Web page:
On my eighth wedding anniversary I’d like to share a little tale about that weekend.
One of my favorite parts about my wedding weekend was the rehearsal dinner the night before the wedding. The restaurant was in a beautiful spot right on the shore of Lake Ontario. I was surrounded by my best friend, the woman I love, family and my future in-laws. It was a great evening, plus I still had time to change my mind and not get married the following day! Maybe hop a flight to Vegas with my best man and just gamble the drink the weekend away. Ah but then I would have missed a huge party with good food, good drink, loud rock-n-roll and lots of fun.
As we were sitting at our table it was me, my soon-to-be wife Cindy, my best man Dennis, my Aunt Toni and my future mother-in-law Mary Ellen. Aunt Toni would be celebrating her 50th Anniversary with my Uncle Vito in November. They were married in 1956 and there is an interesting story that goes with their wedding. I made sure Aunt Toni told the tale at our table that night.
I was six years from being born, when these events took place, but I had heard the story a dozen times and it still kind of horrifies me and makes me laugh at the same time. This would be the first time the rest of my soon to be family would be hearing the tale.
Turns out Aunt Toni and Uncle Vito were supposed to get married in September, 1956 but something happened. One of Uncle Vito’s uncles got shot and killed so the wedding was put on hold. One story goes that my cousins John and Al, who were seven and six respectively at the time, were sitting on the stoop a few days after the killing and they were quite upset.
“I was really looking forward to Aunt Toni’s wedding,” said Johnny.
“Me too,” said Al, who then asked, “Do you think they’ll ever get married now?
“I am sure they will,” replied John, “I just wished they could have waited until after the wedding to kill him, this really messed everything up.“
My aunt continued telling the story about how she had to go and see about moving the wedding forward a few weeks after the wake and funeral. Remember this was long before the days of “No returns on deposits, all sales final, no you can’t have your money back, tough luck.”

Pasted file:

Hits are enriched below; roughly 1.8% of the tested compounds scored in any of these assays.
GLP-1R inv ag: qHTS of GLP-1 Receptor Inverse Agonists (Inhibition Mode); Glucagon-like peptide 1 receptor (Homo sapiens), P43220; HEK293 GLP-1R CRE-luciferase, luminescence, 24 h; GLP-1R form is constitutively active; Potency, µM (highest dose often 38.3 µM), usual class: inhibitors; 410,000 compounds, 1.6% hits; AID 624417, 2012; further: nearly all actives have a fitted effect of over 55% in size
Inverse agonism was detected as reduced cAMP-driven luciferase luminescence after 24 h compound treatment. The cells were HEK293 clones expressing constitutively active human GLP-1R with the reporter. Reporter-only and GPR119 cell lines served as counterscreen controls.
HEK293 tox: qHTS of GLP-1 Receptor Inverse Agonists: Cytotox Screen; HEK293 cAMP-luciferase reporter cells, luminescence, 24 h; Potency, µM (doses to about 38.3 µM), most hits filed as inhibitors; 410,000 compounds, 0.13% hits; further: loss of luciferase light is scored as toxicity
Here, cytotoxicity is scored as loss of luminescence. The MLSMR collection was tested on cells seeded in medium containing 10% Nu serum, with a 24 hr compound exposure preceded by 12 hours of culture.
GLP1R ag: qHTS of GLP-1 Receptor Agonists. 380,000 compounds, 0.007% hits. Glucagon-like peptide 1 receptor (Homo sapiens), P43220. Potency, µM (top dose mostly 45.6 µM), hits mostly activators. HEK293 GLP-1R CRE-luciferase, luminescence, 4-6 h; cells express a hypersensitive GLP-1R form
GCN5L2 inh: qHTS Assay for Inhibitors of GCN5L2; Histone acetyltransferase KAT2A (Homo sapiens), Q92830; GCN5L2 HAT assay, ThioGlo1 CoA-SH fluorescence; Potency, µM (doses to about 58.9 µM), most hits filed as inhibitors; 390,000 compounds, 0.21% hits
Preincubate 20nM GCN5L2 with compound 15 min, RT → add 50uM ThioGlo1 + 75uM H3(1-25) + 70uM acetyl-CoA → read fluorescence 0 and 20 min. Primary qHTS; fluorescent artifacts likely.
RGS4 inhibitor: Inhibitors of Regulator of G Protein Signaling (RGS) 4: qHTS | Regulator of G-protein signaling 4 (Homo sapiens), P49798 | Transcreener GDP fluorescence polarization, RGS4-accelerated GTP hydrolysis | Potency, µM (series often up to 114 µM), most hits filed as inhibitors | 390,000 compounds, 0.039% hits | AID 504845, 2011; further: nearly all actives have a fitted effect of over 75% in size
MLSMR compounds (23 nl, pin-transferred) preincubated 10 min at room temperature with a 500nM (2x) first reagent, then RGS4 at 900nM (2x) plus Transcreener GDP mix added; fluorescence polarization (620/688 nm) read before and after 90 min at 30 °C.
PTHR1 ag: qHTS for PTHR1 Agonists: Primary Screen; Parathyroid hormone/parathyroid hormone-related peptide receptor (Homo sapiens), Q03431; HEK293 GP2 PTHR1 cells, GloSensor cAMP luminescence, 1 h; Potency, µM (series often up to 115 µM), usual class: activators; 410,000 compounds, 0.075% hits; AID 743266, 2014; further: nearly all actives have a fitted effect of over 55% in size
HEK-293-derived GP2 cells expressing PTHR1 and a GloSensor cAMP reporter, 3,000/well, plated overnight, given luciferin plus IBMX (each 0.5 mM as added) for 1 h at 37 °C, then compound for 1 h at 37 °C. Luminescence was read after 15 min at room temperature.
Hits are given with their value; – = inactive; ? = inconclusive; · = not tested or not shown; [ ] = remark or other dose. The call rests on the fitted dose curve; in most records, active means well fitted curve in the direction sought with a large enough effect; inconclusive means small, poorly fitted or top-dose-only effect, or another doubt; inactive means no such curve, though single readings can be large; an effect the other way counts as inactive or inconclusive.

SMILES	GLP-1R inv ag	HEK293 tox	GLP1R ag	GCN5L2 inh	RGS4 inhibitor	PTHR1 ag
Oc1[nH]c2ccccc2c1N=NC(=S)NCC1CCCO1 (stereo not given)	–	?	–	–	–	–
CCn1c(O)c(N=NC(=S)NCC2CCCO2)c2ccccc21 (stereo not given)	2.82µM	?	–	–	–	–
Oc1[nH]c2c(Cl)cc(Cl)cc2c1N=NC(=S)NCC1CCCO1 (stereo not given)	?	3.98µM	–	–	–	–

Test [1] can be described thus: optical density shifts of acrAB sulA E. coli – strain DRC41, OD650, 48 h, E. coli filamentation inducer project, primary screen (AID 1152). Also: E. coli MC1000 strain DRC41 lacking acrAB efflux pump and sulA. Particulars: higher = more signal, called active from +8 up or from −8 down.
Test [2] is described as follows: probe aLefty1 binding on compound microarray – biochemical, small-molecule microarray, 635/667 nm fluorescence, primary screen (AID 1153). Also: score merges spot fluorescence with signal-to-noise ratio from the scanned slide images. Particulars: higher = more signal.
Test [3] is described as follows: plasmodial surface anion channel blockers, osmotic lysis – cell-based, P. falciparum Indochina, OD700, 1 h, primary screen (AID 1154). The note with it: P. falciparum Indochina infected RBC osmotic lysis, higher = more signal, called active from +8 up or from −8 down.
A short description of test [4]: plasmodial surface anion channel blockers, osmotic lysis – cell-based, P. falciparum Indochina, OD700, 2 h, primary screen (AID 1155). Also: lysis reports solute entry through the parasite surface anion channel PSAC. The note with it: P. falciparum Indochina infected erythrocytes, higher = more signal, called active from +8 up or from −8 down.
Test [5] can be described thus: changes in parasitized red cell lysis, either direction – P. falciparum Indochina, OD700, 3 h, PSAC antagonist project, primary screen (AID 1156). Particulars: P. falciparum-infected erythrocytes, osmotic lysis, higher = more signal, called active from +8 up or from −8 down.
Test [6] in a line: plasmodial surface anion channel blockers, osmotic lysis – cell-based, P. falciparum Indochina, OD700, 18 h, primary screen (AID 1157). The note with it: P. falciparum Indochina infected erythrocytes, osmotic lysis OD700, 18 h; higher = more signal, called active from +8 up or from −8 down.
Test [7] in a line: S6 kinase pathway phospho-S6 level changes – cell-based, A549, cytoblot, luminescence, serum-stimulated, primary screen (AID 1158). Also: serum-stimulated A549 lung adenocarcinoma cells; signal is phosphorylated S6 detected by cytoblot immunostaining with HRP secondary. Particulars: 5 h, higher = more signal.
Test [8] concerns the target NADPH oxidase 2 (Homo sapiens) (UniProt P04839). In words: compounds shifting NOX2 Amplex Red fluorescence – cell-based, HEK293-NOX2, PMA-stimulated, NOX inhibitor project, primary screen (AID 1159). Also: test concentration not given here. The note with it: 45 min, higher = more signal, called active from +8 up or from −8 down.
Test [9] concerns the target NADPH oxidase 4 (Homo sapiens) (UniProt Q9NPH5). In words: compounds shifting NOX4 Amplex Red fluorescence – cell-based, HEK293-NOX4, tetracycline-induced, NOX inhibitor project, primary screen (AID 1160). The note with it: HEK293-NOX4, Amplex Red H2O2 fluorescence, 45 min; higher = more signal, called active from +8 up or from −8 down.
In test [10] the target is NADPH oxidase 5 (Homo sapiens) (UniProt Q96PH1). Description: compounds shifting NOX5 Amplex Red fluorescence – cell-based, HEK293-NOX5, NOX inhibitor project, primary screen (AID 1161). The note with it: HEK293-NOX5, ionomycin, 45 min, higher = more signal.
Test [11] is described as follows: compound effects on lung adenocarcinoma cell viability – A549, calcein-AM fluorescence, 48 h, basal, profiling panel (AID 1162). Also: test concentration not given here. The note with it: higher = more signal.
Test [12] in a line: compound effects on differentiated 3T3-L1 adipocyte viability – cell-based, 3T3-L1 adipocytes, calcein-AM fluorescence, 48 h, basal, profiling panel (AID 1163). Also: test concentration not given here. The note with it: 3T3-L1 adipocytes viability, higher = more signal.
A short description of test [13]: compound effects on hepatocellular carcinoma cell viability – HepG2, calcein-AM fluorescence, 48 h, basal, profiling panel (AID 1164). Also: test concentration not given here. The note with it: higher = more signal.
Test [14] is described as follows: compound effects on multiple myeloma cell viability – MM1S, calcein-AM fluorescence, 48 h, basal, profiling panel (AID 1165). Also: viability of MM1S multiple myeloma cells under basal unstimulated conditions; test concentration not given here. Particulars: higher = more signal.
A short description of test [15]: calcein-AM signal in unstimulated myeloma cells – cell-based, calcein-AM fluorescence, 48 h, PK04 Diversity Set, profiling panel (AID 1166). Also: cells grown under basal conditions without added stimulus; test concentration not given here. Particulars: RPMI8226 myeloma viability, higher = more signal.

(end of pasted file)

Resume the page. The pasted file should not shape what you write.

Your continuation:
At this point, my future mother-in-law is spying my aunt and myself with this look of total disbelief on her face. She mustered up the courage to ask, “Did they ever catch the guy that shot him?”
Aunt Toni answered, “Oh that guy got shot about six months later.”
I thought my mother-in-law was going to have a heart attack.
My friend and best man Dennis who was sitting there silently listening to the whole conversation finally chimed in with, “So then it all worked out, that’s good.”
I looked at my bride-to-be and in my best Al Pacino as Michael Corleone imitation said, “That’s my family Cindy that’s not me.”
Dennis and Aunt Toni laughed; Mary Ellen and Cindy had these horrified looks on their faces. For a while there I think my mother-in-law thought her daughter was marrying into the Corleone Family.
Fortunately Aunt Toni and Uncle Vito’s wedding finally went off without a hitch in early November. They never had children of their own so all of their nieces and nephews (somewhere in the neighborhood of 30 of us) became their children. There is nothing that either one of them wouldn’t have done for any of us.
Uncle Vito passed away in 2011 and Aunt Toni is now 84 and moving a little slower. She is also beginning to clean out her house and get rid of things she no longer needs. When she asked me what I wanted. I told her I want the phone from Oklahoma and her wedding album.
The phone from Oklahoma has its own story attached to it. As for the wedding album, it’s these slides that you drop into a projector. I am guessing this was pretty state of the art for 1956. The photos are pretty funny as Aunt Toni’s side of the family – that’s my side of the family, as Aunt Toni is my mother’s sister — is looking all happy and dressed in all these vibrant and beautiful colors. That is with the exception of my grandmother who was eternally dressed in black. The old joke went like this, Me: Ma why was grandma always dressed in black?
Ma: In case somebody dies, she’s ready.
Uncle Vito’s family was still in the mourning period so they were ALL dressed in black. Quite a contrast.
The next day my own wedding went off well, it was a hot day and I’m just glad it didn’t snow. Remember this is Rochester, New York we are talking about, where snow in July or August probably wouldn’t shock the locals. I’m just glad nobody showed up in black.